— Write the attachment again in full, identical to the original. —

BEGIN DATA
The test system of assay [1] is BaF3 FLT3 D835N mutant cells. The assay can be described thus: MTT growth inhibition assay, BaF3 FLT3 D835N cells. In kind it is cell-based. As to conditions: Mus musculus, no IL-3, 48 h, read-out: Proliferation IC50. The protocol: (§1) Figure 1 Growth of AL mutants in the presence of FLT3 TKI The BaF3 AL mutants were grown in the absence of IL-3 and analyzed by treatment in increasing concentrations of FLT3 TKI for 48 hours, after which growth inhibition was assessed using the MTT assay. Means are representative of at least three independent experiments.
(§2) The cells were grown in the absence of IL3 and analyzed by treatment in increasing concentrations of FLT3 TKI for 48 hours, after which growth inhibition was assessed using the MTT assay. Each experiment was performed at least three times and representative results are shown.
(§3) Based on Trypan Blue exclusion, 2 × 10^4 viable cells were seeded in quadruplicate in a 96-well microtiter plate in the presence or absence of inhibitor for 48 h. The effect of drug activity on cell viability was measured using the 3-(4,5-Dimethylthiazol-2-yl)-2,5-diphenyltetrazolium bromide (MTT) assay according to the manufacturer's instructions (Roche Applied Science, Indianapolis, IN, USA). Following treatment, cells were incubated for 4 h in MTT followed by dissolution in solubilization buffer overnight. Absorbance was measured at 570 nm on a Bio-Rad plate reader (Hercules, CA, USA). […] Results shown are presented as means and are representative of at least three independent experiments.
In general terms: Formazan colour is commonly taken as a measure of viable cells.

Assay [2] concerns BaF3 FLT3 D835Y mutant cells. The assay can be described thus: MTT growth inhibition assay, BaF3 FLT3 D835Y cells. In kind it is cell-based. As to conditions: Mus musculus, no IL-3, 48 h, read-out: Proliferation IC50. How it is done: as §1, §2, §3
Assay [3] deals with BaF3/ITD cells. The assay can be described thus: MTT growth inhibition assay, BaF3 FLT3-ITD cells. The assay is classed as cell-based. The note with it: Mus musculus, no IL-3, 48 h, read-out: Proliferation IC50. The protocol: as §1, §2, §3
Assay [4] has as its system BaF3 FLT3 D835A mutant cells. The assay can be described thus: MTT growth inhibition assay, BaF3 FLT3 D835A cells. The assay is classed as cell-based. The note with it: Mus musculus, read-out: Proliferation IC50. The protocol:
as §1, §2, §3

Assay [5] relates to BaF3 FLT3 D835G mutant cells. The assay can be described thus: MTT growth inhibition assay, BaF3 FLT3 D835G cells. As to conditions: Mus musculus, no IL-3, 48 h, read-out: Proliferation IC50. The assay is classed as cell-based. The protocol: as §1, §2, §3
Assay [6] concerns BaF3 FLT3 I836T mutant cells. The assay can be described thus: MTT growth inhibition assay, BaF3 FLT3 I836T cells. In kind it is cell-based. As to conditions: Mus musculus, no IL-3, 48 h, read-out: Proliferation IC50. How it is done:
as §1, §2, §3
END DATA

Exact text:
The test system of assay [1] is BaF3 FLT3 D835N mutant cells. The assay can be described thus: MTT growth inhibition assay, BaF3 FLT3 D835N cells. In kind it is cell-based. As to conditions: Mus musculus, no IL-3, 48 h, read-out: Proliferation IC50. The protocol: (§1) Figure 1 Growth of AL mutants in the presence of FLT3 TKI The BaF3 AL mutants were grown in the absence of IL-3 and analyzed by treatment in increasing concentrations of FLT3 TKI for 48 hours, after which growth inhibition was assessed using the MTT assay. Means are representative of at least three independent experiments.
(§2) The cells were grown in the absence of IL3 and analyzed by treatment in increasing concentrations of FLT3 TKI for 48 hours, after which growth inhibition was assessed using the MTT assay. Each experiment was performed at least three times and representative results are shown.
(§3) Based on Trypan Blue exclusion, 2 × 10^4 viable cells were seeded in quadruplicate in a 96-well microtiter plate in the presence or absence of inhibitor for 48 h. The effect of drug activity on cell viability was measured using the 3-(4,5-Dimethylthiazol-2-yl)-2,5-diphenyltetrazolium bromide (MTT) assay according to the manufacturer's instructions (Roche Applied Science, Indianapolis, IN, USA). Following treatment, cells were incubated for 4 h in MTT followed by dissolution in solubilization buffer overnight. Absorbance was measured at 570 nm on a Bio-Rad plate reader (Hercules, CA, USA). […] Results shown are presented as means and are representative of at least three independent experiments.
In general terms: Formazan colour is commonly taken as a measure of viable cells.

Assay [2] concerns BaF3 FLT3 D835Y mutant cells. The assay can be described thus: MTT growth inhibition assay, BaF3 FLT3 D835Y cells. In kind it is cell-based. As to conditions: Mus musculus, no IL-3, 48 h, read-out: Proliferation IC50. How it is done: as §1, §2, §3
Assay [3] deals with BaF3/ITD cells. The assay can be described thus: MTT growth inhibition assay, BaF3 FLT3-ITD cells. The assay is classed as cell-based. The note with it: Mus musculus, no IL-3, 48 h, read-out: Proliferation IC50. The protocol: as §1, §2, §3
Assay [4] has as its system BaF3 FLT3 D835A mutant cells. The assay can be described thus: MTT growth inhibition assay, BaF3 FLT3 D835A cells. The assay is classed as cell-based. The note with it: Mus musculus, read-out: Proliferation IC50. The protocol:
as §1, §2, §3

Assay [5] relates to BaF3 FLT3 D835G mutant cells. The assay can be described thus: MTT growth inhibition assay, BaF3 FLT3 D835G cells. As to conditions: Mus musculus, no IL-3, 48 h, read-out: Proliferation IC50. The assay is classed as cell-based. The protocol: as §1, §2, §3
Assay [6] concerns BaF3 FLT3 I836T mutant cells. The assay can be described thus: MTT growth inhibition assay, BaF3 FLT3 I836T cells. In kind it is cell-based. As to conditions: Mus musculus, no IL-3, 48 h, read-out: Proliferation IC50. How it is done:
as §1, §2, §3